Over the last few years, LeBron has completed a worldwide tour of excellence that is virtually unmatched throughout the lengthy annals of NBA history. He’s won two league titles, two regular-season MVPs, two Finals MVPs and an Olympic gold medal for good measure.
It shouldn’t come as much of a surprise that this personable athlete at the top of his sport is selling jerseys faster than anyone else. Although I suppose a shoutout to Derrick Rose is necessary after he finished in the top five without playing a single game.
This is just further proof that no player in the Association—not even Kobe—is more beloved than LeBron right now. Over the summer, ESPN’s Darren Rovell wrote about a national poll that voted the Miami Heat superstar as the most popular NBA player, but the methodology was limited and flawed.
There’s nothing wrong with the method here. It’s just more evidence that the world currently belongs to LeBron, and we’re just living in it.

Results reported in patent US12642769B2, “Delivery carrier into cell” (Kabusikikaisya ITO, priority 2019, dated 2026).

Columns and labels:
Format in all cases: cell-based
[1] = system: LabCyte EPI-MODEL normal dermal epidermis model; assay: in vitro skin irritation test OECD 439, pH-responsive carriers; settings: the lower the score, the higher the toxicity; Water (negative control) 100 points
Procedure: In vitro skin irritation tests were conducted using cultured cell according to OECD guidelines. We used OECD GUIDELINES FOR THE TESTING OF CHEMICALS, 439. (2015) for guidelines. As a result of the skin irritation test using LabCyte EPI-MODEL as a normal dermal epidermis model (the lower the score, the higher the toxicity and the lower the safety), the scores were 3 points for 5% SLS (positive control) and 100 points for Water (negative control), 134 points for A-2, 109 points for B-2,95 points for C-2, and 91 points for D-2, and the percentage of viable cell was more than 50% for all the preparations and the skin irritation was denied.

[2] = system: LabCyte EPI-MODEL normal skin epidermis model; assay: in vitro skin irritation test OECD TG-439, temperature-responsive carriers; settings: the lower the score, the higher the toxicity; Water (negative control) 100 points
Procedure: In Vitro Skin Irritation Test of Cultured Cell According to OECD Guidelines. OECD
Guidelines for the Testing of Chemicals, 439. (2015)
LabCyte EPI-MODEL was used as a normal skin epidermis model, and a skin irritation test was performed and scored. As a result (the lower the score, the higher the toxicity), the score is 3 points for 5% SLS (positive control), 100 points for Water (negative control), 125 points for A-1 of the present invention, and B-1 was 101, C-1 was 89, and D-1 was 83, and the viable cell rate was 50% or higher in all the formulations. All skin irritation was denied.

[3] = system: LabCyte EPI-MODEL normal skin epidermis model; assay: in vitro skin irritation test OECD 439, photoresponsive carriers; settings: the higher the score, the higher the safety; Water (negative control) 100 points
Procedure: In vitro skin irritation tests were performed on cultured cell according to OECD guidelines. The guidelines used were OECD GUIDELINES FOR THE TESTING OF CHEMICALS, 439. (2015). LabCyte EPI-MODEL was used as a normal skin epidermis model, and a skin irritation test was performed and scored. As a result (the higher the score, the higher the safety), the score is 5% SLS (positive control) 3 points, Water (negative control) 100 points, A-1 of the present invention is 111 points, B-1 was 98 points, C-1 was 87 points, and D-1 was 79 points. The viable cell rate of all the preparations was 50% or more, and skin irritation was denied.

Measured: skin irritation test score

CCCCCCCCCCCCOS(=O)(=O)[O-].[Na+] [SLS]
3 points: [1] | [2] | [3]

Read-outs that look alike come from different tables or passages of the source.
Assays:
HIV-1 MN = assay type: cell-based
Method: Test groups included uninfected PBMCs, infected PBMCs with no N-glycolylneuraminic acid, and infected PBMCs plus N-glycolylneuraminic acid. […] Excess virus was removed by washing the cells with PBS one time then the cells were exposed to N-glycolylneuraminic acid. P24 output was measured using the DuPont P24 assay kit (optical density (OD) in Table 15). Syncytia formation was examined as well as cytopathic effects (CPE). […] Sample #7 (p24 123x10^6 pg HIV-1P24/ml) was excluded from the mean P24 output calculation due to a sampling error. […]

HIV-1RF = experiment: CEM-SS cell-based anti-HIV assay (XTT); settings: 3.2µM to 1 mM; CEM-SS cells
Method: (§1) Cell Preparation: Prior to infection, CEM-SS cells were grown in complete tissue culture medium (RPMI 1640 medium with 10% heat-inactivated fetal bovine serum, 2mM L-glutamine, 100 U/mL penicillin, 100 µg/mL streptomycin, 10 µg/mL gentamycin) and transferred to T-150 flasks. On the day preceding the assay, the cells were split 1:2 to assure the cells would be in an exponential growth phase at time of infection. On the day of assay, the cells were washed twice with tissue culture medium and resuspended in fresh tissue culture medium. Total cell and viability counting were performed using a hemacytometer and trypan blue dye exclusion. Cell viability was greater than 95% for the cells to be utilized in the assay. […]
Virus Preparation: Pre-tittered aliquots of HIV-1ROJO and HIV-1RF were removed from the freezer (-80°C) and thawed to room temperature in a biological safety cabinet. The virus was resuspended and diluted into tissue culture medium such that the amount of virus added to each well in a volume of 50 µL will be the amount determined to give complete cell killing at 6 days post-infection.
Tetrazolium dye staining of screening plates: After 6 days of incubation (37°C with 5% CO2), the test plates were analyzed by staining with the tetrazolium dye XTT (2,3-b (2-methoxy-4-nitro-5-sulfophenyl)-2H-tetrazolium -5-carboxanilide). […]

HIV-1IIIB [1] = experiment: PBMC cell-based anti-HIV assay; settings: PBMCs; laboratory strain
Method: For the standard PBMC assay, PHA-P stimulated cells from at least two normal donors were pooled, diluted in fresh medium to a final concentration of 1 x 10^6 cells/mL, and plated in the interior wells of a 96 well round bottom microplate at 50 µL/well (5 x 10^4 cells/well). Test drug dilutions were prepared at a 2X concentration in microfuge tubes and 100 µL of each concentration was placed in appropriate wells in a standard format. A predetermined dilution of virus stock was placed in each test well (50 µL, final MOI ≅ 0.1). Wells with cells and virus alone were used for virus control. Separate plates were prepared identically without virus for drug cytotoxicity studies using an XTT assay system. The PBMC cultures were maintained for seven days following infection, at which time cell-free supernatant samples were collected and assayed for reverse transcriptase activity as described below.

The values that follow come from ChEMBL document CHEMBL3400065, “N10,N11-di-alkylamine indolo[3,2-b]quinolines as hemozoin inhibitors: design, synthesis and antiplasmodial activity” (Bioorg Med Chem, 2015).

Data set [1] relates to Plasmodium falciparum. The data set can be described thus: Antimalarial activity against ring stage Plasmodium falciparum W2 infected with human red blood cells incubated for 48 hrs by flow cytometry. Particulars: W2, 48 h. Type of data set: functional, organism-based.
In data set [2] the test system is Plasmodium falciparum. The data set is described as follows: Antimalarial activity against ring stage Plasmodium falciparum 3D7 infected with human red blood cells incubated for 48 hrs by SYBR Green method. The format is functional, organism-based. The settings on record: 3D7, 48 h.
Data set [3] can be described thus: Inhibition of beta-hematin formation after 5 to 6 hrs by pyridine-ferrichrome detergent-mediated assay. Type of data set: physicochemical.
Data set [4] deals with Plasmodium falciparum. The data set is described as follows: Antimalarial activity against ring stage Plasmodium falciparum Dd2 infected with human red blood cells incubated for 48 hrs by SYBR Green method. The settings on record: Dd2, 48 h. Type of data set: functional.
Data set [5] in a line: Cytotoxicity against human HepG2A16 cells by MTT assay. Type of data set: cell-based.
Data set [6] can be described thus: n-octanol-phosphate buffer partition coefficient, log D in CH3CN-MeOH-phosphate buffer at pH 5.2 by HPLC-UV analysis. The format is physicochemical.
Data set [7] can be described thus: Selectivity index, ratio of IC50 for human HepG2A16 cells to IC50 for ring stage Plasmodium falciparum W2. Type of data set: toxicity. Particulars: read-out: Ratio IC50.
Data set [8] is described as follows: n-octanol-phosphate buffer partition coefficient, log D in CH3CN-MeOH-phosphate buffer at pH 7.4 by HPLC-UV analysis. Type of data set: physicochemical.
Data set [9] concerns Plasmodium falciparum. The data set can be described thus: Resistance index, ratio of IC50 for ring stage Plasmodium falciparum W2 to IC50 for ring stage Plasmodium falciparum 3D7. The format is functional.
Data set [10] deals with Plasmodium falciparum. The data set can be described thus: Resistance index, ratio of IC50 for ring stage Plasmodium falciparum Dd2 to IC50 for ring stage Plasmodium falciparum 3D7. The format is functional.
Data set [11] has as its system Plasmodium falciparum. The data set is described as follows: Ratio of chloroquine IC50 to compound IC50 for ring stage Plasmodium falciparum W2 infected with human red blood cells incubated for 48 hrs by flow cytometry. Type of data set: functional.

Now he just has to earn the respect of the incoming rookie class.
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PYONGYANG, North Korea (AP) — Retired NBA star Dennis Rodman left North Korea Saturday after a five-day trip during which he met leader Kim Jong Un.
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ST. FRANCIS, Wis. — Larry Sanders was looking forward to making an impression. Invited to the United States national team’s minicamp in Las Vegas, the Milwaukee Bucks center wanted to take the first step in earning the chance to represent his country.
Instead, Sanders sprained his left ankle during one of the workouts, preventing him from participating in most of the minicamp.